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CAT # RC-16 2.5 out of 5 stars(3 Reviews) Write a Review

$ 3.00
$3.00 set
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Product Description
433 MHz RF transmitter and receiver. Use to send audio or data signals, or use as a remote control on/off switch. With a few extra parts you can use these modules in a variety of applications. Right-angle headers (0.1" spacing) plug into solderless or solderable breadboards, for convenient experimentation. Operates on 5Vdc power. Transmitter is 19mm square, receiver is 14 x 30mm.

433 MHz RF transmitter
Working voltage: 3V - 12V
Working current: max Less than 40mA max, and min 9mA
Resonance mode: (SAW)
Modulation mode: ASK
Working frequency: 433.92MHz
Transmission power: 25mW
Frequency error: +150kHz (max)
Velocity: less than 10Kbps
Transmission range: 90m (in open space)

Working voltage: 5.0VDC +0.5V
Working current:≤5.5mA max
Modulation mode: OOK/ASK
Working frequency: 433.92MHz
Bandwidth: 2MHz
Sensitivity: exceeds -100dBm (50 Ohm)

Note: There are multiple tutorials and videos available online about applications for these modules.
WARNING: May cause cancer or reproductive harm.
California Prop. 65
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Customer Reviews 2.5 out of 5 stars(3 Reviews)

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RC-16 problems 2 out of 5 stars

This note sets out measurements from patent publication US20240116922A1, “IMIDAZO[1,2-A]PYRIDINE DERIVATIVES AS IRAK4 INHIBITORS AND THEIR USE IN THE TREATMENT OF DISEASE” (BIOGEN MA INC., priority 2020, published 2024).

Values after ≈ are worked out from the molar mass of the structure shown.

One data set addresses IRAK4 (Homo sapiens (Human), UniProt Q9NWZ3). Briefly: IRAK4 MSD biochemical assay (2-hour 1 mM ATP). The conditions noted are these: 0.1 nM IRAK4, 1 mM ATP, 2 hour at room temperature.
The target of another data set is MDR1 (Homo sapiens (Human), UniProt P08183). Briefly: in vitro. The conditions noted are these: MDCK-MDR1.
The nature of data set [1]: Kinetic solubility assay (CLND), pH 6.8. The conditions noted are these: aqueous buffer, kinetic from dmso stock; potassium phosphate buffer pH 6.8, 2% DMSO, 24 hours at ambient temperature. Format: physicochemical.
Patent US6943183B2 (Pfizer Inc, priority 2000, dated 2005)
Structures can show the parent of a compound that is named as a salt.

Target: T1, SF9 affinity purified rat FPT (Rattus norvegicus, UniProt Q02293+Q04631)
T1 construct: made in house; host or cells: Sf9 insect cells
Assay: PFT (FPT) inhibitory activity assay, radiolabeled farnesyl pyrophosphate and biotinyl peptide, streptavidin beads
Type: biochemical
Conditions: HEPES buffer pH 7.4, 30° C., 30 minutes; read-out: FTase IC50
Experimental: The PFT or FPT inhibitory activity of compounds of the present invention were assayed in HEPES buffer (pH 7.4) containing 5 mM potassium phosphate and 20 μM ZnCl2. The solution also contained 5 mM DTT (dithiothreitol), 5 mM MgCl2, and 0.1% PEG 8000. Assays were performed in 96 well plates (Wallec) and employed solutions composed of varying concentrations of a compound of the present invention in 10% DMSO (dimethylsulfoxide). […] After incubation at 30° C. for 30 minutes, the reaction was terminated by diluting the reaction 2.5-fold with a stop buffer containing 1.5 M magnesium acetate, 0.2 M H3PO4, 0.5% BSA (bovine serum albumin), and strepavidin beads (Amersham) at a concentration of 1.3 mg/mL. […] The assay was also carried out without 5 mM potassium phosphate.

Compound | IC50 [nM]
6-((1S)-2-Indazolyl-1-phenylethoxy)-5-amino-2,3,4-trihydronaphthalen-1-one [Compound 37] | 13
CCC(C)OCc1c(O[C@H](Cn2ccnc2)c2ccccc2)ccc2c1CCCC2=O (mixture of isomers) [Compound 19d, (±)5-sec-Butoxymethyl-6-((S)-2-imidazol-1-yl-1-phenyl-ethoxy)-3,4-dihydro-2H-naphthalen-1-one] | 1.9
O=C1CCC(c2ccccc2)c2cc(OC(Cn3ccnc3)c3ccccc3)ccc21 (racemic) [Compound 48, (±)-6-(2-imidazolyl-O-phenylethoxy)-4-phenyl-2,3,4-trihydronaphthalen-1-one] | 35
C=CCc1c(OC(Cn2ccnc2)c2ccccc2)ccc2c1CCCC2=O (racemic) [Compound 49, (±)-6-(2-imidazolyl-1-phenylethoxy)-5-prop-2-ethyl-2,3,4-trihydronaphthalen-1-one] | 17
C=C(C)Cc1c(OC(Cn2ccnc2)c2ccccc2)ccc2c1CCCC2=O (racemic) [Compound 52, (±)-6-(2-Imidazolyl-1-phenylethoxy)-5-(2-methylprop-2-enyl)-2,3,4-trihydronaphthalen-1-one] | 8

Reviewer: from near Philadelphia, PA

This 433 MHz transmitter/receiver pair is a very cheap way to get packet radio data from Arduino sensors. However, the transmitter unit in the photo has a problem. There should be a three-turn wire coil soldered between the second and third pins up from the bottom left. (The hole in the lower left is for a 17.3 cm (quarter wave) wire antenna. I recently bought some of these modules from another source that had the same problem -- possibly the same offshore source.

I soldered in a three-turn coil from 26 gauge phone wire and it works fine.
Also, on the receiver module, the hole in the upper right hand corner of the module is for the 17.3 cm receiver antenna. This hole appears to be soldered over -- not an insurmountable problem, but a bit of a pain. In some of the modules I bought from other sources, the right hand end of the three-turn wire coil was soldered into this corner pin, rather than the connected adjacent pin just to the left of the corner pin. Again, not an insurmountable problem, but one that makes it much harder to properly solder the wire antenna.
These modules are widely available online for as little as $2/pair. Unless you need lots of them, $3 is an OK price, but you will have to add your own coil to the transmitter.

148 of 154 people found this review helpful. Do you? Yes No

Yes and No on both reviews above 4 out of 5 stars

Reviewer: from Spokane, WA

I'm no electronics engineer by any means and barely a hobbyist, however I make the following observations.

Regarding the "missing" coil in the first review, yes, compared to other modules of the same nature found on the Internet, it is missing a coil. However, I have found that the modules work perfectly without it. The addition of a coil as described in the review may increase range but I have not tried that.

Regarding the need for a Ham Radio license to operate these 433MHz modules, you do not. Low power 433MHz transmitters fall under under the provisions of FCC Part 15.231 for periodic transmission (which permits operations at 433MHz).

53 of 57 people found this review helpful. Do you? Yes No  Certified buyer

Illegal if used by non-licensed persons. Amateur Radio license needed. 1 out of 5 stars

Reviewer: from Florida

This transmitter is in the US Amatuer Radio band.
You must have an Amateur Radio License to use it

9 of 54 people found this review helpful. Do you? Yes No

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